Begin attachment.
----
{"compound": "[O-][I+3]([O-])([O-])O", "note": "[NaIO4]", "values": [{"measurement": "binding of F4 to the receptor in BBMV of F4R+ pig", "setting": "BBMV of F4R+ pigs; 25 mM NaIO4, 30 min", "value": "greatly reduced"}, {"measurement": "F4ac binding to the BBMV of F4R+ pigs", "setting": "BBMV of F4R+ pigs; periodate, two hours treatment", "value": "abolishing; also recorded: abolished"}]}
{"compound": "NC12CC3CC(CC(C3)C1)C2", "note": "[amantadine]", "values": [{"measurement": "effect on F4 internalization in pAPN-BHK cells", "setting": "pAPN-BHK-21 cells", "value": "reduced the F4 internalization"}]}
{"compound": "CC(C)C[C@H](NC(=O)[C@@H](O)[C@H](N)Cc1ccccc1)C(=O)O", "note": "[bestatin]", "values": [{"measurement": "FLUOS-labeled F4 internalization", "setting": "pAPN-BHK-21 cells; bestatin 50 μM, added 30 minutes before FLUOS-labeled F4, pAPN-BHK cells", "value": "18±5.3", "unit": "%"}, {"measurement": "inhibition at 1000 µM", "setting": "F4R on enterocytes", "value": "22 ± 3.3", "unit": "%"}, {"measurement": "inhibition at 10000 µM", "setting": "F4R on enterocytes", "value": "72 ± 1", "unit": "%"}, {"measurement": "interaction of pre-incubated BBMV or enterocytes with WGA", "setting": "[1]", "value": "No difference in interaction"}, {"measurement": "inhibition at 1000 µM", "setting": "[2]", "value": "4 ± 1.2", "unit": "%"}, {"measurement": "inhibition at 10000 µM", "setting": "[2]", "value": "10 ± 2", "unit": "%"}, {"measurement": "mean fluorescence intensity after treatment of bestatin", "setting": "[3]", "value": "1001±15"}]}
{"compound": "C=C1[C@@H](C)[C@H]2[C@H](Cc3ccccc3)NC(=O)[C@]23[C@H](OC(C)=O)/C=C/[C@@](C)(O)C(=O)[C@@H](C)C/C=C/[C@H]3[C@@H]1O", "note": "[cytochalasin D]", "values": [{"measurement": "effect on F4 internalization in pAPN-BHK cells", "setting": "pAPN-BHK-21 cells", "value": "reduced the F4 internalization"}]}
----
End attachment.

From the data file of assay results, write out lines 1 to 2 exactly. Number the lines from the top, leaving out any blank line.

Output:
{"compound": "[O-][I+3]([O-])([O-])O", "note": "[NaIO4]", "values": [{"measurement": "binding of F4 to the receptor in BBMV of F4R+ pig", "setting": "BBMV of F4R+ pigs; 25 mM NaIO4, 30 min", "value": "greatly reduced"}, {"measurement": "F4ac binding to the BBMV of F4R+ pigs", "setting": "BBMV of F4R+ pigs; periodate, two hours treatment", "value": "abolishing; also recorded: abolished"}]}
{"compound": "NC12CC3CC(CC(C3)C1)C2", "note": "[amantadine]", "values": [{"measurement": "effect on F4 internalization in pAPN-BHK cells", "setting": "pAPN-BHK-21 cells", "value": "reduced the F4 internalization"}]}